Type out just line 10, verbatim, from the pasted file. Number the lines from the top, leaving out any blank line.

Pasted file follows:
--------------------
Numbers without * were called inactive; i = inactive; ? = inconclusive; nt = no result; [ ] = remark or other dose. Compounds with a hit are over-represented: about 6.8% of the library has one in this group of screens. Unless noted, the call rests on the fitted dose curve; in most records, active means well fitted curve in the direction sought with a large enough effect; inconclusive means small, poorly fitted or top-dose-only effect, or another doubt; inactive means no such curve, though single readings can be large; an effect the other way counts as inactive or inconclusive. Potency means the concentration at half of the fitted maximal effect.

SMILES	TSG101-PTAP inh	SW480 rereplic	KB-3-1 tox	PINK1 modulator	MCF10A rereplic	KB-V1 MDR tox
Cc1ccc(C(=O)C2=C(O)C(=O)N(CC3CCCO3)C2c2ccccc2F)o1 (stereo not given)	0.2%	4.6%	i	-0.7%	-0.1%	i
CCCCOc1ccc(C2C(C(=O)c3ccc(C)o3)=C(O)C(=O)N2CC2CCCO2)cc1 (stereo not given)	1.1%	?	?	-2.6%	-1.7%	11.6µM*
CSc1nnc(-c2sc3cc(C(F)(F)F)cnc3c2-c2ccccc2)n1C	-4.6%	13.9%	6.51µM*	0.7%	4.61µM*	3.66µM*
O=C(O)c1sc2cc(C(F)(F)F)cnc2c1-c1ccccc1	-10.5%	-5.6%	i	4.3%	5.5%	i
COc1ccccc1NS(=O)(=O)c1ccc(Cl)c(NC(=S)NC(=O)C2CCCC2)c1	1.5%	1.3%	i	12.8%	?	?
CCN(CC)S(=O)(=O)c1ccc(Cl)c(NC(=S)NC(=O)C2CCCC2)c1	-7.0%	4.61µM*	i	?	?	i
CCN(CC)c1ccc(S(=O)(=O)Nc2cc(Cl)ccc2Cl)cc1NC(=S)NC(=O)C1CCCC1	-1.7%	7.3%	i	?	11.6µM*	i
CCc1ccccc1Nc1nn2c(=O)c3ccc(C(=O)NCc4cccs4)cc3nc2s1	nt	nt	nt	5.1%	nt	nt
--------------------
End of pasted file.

CCc1ccccc1Nc1nn2c(=O)c3ccc(C(=O)NCc4cccs4)cc3nc2s1	nt	nt	nt	5.1%	nt	nt